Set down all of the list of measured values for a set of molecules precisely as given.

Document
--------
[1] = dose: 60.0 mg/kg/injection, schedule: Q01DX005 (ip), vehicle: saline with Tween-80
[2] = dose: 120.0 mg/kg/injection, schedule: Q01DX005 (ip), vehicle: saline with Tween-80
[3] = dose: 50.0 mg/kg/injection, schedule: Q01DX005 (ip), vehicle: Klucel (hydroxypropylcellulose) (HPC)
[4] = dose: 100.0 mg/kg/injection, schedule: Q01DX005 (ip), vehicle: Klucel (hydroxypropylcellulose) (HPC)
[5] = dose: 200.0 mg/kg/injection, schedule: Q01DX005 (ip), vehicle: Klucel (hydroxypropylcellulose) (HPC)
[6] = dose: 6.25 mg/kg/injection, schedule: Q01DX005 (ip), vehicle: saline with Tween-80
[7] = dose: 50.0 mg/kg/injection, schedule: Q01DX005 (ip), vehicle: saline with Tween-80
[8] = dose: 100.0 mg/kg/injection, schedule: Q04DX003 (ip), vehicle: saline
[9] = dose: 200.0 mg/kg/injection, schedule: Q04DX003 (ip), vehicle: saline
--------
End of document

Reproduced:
[1] = dose: 60.0 mg/kg/injection, schedule: Q01DX005 (ip), vehicle: saline with Tween-80
[2] = dose: 120.0 mg/kg/injection, schedule: Q01DX005 (ip), vehicle: saline with Tween-80
[3] = dose: 50.0 mg/kg/injection, schedule: Q01DX005 (ip), vehicle: Klucel (hydroxypropylcellulose) (HPC)
[4] = dose: 100.0 mg/kg/injection, schedule: Q01DX005 (ip), vehicle: Klucel (hydroxypropylcellulose) (HPC)
[5] = dose: 200.0 mg/kg/injection, schedule: Q01DX005 (ip), vehicle: Klucel (hydroxypropylcellulose) (HPC)
[6] = dose: 6.25 mg/kg/injection, schedule: Q01DX005 (ip), vehicle: saline with Tween-80
[7] = dose: 50.0 mg/kg/injection, schedule: Q01DX005 (ip), vehicle: saline with Tween-80
[8] = dose: 100.0 mg/kg/injection, schedule: Q04DX003 (ip), vehicle: saline
[9] = dose: 200.0 mg/kg/injection, schedule: Q04DX003 (ip), vehicle: saline